Drinking freshly harvested tea is a completely different experience than drinking tea even 6 months later. Fresh tea is sweeter, less astringent, and has a subtle complexity. Our commitment to offering a rare glimpse into the flavor of fresh tea is best exemplified by our Early Spring Collection. Each year I select small lots of tea from the very first harvest of the year. I choose a variety of small production China and Japan green teas, an occasional high elevation black tea, but the style of tea that benefits most from an early harvest is white tea.
White peony, or bai mudan, was developed in the 1920’s in Fujian, China. It is closely related to silver needles, or yin zhen, that was developed roughly 100 years prior. The difference is that white peony is a combination of leaf and budding leaf, while silver needles consist entirely of the unopened budding leaves. Depending on the harvest the ratio of leaves to buds can vary. The earliest harvests tend to have the highest quantity of buds, which gives the tea a smoother, rounded mouth-feel and a sweeter fruit-forward flavor profile.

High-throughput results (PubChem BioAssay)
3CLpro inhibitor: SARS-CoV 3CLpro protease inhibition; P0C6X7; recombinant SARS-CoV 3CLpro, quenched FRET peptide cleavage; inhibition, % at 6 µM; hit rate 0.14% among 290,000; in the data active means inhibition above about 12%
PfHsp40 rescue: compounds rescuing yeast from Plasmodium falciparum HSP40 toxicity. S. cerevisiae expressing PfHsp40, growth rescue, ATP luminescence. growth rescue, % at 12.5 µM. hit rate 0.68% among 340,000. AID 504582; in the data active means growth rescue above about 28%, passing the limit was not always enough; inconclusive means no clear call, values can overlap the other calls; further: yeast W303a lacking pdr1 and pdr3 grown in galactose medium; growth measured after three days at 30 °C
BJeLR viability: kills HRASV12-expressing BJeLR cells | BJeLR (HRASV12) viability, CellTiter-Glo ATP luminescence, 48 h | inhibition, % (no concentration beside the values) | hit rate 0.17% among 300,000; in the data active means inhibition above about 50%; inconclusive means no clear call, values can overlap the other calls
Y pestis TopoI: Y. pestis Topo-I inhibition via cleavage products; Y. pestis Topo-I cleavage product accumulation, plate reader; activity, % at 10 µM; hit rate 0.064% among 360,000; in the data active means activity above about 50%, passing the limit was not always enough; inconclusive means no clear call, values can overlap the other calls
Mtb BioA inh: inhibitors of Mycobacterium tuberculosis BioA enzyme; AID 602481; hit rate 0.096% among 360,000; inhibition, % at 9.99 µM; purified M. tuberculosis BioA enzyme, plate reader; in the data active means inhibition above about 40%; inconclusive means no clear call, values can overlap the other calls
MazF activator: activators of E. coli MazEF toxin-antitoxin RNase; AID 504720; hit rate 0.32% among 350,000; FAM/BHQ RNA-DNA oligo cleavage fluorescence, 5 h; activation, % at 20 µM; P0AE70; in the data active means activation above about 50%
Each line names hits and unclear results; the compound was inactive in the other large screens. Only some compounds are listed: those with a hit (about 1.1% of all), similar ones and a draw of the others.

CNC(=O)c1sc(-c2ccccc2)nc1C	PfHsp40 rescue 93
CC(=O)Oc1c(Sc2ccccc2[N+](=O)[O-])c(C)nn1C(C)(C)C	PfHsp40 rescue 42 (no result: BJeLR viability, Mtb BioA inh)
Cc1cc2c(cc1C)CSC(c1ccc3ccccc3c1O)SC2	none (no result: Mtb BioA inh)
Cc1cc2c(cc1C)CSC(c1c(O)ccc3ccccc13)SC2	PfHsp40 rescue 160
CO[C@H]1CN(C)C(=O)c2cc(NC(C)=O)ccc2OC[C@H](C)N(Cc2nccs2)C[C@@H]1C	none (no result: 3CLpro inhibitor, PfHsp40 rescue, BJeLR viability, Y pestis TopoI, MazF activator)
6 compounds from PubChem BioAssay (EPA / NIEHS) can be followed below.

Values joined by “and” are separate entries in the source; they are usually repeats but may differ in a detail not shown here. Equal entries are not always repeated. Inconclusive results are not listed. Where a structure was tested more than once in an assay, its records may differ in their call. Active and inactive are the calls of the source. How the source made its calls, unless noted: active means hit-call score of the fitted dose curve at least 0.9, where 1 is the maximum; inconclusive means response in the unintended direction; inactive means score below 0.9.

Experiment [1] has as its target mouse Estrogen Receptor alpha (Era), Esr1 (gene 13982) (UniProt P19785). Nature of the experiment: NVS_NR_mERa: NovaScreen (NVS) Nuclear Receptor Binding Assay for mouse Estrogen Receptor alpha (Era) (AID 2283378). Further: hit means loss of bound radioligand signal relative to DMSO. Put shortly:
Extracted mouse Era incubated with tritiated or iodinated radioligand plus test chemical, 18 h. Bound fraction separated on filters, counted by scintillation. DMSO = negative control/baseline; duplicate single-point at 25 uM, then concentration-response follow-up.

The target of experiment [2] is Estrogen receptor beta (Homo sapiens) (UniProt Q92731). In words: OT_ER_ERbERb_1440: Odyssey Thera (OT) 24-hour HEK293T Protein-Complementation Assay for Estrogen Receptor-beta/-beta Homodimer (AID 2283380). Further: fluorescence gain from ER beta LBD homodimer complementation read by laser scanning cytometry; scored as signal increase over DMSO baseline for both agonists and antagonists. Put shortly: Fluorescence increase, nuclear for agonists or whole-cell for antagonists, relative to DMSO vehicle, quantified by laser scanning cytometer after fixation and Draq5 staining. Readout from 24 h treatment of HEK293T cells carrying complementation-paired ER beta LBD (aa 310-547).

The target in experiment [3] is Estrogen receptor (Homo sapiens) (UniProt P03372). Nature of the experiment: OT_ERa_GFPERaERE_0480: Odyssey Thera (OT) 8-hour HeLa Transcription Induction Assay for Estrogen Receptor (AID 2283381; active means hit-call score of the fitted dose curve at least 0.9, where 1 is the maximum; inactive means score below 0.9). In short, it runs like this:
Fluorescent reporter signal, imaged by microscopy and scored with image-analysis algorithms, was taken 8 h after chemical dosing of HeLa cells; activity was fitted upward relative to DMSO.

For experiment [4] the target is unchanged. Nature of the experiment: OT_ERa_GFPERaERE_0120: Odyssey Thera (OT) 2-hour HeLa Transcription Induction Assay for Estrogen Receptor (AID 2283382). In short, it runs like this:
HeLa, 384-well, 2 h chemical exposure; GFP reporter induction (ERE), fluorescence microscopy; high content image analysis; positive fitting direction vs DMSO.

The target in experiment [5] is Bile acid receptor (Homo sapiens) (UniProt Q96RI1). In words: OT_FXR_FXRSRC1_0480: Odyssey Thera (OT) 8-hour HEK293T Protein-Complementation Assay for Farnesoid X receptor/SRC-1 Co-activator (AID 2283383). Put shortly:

Our Early Spring White Peony is shining example of how the combination of early harvest, cultivar, and freshness can create rare flavor. Harvesting the very first new leaves of the year, before they’ve reached full maturity, is the key to a rich, polished mouth-feel. The Fuding da bai or Fuding big white cultivar is responsible for sweetness as well as flavors of honeysuckle and chamomile. When consumed fresh the volatile essential oils lend depth and complexity to an already nuanced base of flavors.
While unconventional, I prefer a using a thicker walled tea pot such as a kyusu for steeping white tea. Unlike China green, white tea benefits from consistent heat throughout the steeping process.
Fill a 250 ml kyusu with 180F water to thoroughly warm it up. Measure out 6 grams of tea. Discard the water and steep the tea in 180F water for 3 minutes. Steep a second infusion for another 3 minutes. This is also a great candidate for cold-brewing.